Carleton Place 1934
At present relief is only being issued to one family, owing to the breadwinner being incapacitated from work through an accident. The cost to the town for relief in January last was $68: in February $32; in March $33 and estimated for April, $18. From May 1 no further relief will be issued.
Looking north on Bridge Street at Albert in 1930. There are many interesting things in this photo – Central Garage on the immediate left, (now Mr. Mozzarella’s)), the many great old cars, and on the right, a Bell Telephone sign pointing to the Exhange building located further down Albert Street, the original two story veranda on what is now “Techniques For Hair”, a Highway 15 sign, and further down, the sign for The New York Cafe which burnt down in 1960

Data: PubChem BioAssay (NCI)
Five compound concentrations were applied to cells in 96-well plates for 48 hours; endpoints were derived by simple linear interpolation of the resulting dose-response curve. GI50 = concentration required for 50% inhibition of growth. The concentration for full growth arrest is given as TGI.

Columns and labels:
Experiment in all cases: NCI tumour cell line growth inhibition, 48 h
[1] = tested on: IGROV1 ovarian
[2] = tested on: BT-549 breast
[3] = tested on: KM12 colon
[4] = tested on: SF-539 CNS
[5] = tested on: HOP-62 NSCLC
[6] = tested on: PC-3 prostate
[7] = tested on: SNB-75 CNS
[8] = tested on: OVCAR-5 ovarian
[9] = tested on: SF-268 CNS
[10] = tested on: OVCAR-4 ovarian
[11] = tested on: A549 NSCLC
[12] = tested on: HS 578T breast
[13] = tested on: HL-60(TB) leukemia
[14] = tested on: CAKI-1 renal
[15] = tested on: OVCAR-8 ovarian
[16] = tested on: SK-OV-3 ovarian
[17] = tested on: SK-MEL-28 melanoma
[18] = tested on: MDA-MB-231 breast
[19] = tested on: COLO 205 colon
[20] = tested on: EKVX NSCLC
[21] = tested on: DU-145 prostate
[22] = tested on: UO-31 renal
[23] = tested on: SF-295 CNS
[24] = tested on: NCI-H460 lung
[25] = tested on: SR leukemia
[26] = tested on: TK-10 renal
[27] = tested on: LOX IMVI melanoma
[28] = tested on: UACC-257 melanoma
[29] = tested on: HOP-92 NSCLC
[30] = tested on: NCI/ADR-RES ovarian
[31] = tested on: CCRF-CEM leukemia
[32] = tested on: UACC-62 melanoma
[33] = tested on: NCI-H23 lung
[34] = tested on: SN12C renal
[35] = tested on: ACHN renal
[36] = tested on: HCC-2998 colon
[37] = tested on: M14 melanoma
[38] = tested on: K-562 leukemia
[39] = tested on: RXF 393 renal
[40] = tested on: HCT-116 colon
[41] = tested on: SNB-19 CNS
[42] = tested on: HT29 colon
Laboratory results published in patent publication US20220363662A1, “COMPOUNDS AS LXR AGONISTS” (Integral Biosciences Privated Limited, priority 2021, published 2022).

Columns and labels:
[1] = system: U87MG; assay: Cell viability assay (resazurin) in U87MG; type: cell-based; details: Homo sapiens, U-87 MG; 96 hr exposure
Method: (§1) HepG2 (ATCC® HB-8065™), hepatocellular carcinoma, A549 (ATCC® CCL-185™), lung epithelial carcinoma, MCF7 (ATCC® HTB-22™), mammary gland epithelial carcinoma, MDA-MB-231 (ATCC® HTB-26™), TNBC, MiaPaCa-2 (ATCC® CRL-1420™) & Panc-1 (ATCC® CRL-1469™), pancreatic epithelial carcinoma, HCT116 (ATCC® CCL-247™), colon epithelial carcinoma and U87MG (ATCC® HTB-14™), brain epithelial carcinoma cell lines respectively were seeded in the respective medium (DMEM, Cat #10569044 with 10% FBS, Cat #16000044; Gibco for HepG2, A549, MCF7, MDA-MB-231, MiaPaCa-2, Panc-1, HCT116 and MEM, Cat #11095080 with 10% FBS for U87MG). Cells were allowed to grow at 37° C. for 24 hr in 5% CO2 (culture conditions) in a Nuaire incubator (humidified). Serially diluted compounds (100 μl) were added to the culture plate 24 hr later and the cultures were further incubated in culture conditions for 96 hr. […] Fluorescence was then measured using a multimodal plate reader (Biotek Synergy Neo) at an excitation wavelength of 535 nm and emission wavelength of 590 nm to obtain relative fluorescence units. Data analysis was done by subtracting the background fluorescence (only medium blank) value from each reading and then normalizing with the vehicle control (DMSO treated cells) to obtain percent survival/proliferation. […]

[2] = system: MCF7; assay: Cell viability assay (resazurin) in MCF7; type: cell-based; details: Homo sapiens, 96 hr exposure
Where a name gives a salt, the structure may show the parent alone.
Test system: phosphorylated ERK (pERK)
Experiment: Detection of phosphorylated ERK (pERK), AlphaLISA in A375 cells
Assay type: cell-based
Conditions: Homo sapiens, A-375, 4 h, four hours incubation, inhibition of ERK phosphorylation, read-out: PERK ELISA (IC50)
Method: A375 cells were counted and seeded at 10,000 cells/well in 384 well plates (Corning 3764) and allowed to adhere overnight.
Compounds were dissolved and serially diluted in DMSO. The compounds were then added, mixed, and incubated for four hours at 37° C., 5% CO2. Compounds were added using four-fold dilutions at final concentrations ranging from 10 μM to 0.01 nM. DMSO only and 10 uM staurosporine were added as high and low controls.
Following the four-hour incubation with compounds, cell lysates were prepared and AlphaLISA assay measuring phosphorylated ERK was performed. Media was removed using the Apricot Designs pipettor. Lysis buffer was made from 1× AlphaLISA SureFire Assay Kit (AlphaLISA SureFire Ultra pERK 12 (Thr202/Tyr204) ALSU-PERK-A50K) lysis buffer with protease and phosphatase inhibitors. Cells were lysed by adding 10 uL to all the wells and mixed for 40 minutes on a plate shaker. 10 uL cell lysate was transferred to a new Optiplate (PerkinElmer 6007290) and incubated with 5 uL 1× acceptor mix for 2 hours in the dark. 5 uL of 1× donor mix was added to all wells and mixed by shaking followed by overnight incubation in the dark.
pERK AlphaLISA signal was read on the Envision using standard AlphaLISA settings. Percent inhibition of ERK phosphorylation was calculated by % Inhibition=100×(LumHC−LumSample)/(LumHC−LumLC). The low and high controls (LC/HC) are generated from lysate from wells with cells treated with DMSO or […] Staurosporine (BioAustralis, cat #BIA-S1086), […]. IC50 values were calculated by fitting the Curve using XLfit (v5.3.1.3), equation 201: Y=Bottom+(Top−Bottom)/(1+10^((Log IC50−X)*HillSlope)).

Bates and Innes Ltd woollen manufacturers, are running to capacity, with a night staff working at carding and spinning. More than 275 employees are working in this mill, a considerable increase over the number employed last year. The extra output to date for this year is 200 percent more than that for the corresponding period in 1933. This increase is due to orders from the West, where wholesalers during the depression allowed their stocks to drop below par, but now that a more optimistic feeling ‘is covering that territory they are replenishing their stocks.
Bates and Innes staff, 1936 from the Carleton Place and Beckwith Heritage Museum
The Renfrew Woollen Mills, mill No. 2. owned and operated by M. J. O’Brien, Ltd. (late Hawthorn mill), has been running to capacity since last fall. The mill now employs 225 hands hands. Six months ago the mill employed barely a 100.
Wanda Tysich of Carleton Place at the Renfrew/ Hawthorne Mill
Clipped from The Ottawa Journal, 21 Feb 1948, Sat, Page 17